When I was a Professor, in 1993!
Albeit a Guest Professor ..... engaged for 5 lectures and 5 practical sessions .....


The contract - for 11 days!


1994, June - talk at Seefeld, drive to Zurich (stay with Dr Paul Walther), drive to Salzburg (University plus the Austrian Academy of Sciences Institute of Molecular Biology), then to Jena (formerly East Germany). This photo was taken somewhere in the garden of Walter Richter.  It was while here that we heard the eerie cry of a wolf!  I was told it was not unknown: it was certainly different.  At some point, after my presentation at the Institute for Ultrastructure Research, I was taken for a meal in a windmill, now surrounded by forest, at a table used by Napoleon before/after the Battle of Jena. From left: Dr. Walter Richter, Dr. Konrad Semmler, Prof. Helmut Meyer and KR.  Prof. Meyer thanked me in front of the students and staff for sending reprints of my work during the former GDR days, before the reunification of Germany.  The trip was arranged largely by Johannes Wunderlich, missing from this photograph, whom  I met in Seefeld.


Heidi and Rudi, Institute of Zoology, Univesity of Salzburg, 1998.


"Axi", Dr. Alessandra Sänger, Univ. Salzburg and KR, 1998.


Danger - nervously sampling one of many varieties of schnapps in the home of Axi's father.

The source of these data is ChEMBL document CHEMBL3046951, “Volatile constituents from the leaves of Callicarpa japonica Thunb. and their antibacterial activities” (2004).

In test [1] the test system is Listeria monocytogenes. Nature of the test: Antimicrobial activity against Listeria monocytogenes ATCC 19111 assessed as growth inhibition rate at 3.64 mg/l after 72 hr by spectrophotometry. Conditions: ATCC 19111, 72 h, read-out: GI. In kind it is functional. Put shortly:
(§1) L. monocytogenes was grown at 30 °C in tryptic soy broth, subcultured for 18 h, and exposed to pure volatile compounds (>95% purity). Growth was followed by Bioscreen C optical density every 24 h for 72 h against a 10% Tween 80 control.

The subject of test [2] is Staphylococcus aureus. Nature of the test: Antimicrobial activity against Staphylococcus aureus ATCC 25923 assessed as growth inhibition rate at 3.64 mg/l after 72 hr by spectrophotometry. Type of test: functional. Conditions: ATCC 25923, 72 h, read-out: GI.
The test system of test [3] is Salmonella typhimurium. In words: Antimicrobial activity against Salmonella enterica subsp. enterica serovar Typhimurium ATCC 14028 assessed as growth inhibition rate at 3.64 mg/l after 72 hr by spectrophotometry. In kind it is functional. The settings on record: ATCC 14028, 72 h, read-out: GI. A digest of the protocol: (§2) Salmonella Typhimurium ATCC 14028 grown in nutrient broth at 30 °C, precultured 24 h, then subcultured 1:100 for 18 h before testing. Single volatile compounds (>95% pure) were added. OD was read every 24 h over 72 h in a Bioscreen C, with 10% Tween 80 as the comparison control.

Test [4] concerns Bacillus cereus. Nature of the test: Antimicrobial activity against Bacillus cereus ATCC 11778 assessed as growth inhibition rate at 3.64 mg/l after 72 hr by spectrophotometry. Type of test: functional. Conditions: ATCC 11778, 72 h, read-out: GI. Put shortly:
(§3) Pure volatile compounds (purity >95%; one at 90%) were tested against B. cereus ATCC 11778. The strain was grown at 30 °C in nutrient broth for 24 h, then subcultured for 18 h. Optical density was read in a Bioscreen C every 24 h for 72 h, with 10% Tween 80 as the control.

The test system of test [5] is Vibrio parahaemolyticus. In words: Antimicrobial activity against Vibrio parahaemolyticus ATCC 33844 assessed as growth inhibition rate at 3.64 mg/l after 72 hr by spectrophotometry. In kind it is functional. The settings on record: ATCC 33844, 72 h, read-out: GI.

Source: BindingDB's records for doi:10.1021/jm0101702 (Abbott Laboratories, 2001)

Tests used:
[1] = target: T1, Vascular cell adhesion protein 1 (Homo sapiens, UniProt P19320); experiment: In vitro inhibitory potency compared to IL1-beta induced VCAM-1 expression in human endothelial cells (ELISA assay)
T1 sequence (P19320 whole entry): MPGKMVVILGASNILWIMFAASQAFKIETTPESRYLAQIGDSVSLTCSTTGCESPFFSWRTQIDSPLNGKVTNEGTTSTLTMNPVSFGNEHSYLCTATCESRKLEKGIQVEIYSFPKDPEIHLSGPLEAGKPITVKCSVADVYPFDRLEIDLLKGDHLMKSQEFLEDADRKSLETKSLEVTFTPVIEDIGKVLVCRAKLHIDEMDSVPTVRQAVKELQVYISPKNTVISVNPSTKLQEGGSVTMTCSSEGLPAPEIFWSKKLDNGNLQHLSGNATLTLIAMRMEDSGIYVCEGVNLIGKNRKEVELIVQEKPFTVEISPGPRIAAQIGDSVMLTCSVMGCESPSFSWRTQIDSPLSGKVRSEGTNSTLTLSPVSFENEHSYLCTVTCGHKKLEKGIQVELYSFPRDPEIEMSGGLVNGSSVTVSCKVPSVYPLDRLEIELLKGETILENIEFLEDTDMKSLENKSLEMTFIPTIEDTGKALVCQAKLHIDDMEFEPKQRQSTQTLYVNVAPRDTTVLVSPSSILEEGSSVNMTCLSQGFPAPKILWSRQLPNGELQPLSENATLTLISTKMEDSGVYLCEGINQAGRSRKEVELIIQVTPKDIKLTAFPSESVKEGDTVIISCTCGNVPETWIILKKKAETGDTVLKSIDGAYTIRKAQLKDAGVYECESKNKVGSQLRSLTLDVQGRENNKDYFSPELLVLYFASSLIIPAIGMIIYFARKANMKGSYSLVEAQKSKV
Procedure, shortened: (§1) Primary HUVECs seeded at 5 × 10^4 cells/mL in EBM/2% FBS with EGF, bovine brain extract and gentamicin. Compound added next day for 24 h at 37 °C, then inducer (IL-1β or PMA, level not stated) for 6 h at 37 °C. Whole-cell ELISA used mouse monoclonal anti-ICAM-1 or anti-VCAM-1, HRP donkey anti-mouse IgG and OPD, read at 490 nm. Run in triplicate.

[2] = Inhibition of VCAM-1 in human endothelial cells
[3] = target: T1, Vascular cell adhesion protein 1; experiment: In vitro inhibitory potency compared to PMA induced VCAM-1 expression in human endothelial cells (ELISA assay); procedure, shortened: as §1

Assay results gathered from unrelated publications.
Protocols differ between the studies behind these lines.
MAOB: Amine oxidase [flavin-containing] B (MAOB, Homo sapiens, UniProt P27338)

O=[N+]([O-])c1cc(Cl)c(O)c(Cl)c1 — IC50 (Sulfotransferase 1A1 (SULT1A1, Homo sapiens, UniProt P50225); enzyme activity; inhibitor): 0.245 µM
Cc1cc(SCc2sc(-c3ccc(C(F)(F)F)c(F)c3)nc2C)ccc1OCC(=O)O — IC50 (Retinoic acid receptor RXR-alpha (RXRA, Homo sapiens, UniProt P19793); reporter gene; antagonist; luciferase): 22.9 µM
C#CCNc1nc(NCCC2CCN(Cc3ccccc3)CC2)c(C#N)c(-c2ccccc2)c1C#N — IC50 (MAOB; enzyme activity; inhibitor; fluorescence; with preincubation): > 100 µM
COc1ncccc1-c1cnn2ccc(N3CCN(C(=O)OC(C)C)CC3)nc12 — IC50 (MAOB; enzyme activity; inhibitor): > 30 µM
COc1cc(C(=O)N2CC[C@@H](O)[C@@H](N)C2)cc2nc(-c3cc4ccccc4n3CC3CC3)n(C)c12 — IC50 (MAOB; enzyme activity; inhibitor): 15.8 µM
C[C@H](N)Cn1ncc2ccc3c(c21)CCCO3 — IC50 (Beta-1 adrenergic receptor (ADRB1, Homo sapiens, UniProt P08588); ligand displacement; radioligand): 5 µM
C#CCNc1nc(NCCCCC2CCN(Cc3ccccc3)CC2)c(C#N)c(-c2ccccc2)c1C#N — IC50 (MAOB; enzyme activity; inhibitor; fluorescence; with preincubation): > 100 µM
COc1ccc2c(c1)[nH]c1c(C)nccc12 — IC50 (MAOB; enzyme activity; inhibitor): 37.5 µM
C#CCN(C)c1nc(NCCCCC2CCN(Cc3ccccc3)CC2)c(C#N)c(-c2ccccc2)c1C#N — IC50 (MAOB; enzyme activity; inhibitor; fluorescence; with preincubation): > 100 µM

The house is an old farmhouse and they are permitted to retain old stills!


With Frau Anni and Prof. Hans Adam, very old friends that I met in the lab. in Plymouth.  Hans is another person who influenced my life
with his frequent invitations to the University of Salzburg and the Guest Professorship in 1993.
I have slept a few times on their sofa in Hüttenbergstrasse. Photo: 1998. 


From 1981, a paper encouraged by Prof. Hans Adam while visiting the laboratory in Plymouth, in 1980.
"Onkle Hans" was the Editor of "Mikroskopie", the German language microscopy journal based in Vienna, Austria, .
This was the first of my 25 first author publications, out of a total of 66 incl. with other scientists.


Familie Bernatzky in 2015 - we have known each other since my first visit to Salzburg in Sept/Oct. 1986 ..... 30 years .....
Günther and Karin stayed with us twice in Plymouth, before they had children.

Where did the time go?

Altogether, including trips to Strasbourg (France), Eindhoeven (The Netherlands), Zürich (Switzerland), Brussels (Belgium) and Bochum, Leipzig and Ebern (these three in Germany for target shooting), there were 27 trips by car and plane to these countries.